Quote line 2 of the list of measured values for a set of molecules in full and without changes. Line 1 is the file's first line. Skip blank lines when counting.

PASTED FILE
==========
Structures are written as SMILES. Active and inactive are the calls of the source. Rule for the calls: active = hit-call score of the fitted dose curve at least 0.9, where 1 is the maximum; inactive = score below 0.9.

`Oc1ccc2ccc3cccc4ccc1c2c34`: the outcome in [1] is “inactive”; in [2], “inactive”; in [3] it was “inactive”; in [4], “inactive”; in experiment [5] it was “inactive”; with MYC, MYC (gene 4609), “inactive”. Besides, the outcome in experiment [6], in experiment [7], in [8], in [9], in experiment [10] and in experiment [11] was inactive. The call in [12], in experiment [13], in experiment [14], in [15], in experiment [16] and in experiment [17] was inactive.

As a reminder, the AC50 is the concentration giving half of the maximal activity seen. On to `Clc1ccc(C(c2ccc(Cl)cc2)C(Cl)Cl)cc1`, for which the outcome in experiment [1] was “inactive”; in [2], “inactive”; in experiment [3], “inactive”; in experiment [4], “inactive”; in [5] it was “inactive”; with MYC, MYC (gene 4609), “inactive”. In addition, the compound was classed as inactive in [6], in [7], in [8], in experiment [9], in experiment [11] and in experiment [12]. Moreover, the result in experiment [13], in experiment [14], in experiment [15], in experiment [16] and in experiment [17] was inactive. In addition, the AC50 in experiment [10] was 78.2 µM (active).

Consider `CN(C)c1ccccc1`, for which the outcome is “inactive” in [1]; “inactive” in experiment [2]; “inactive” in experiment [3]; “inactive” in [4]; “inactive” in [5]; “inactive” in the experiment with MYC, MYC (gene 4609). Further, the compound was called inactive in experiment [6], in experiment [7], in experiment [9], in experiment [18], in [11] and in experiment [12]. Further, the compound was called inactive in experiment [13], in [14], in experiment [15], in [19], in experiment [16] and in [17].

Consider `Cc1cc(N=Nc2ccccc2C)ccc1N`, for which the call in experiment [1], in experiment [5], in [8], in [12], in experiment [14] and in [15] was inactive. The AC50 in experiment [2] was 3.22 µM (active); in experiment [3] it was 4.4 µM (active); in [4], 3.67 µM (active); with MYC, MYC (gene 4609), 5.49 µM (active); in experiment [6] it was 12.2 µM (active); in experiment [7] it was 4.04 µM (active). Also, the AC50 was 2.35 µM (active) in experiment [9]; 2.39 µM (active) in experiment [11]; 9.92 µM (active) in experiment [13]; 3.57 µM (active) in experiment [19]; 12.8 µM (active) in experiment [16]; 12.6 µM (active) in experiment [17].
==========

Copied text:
`Oc1ccc2ccc3cccc4ccc1c2c34`: the outcome in [1] is “inactive”; in [2], “inactive”; in [3] it was “inactive”; in [4], “inactive”; in experiment [5] it was “inactive”; with MYC, MYC (gene 4609), “inactive”. Besides, the outcome in experiment [6], in experiment [7], in [8], in [9], in experiment [10] and in experiment [11] was inactive. The call in [12], in experiment [13], in experiment [14], in [15], in experiment [16] and in experiment [17] was inactive.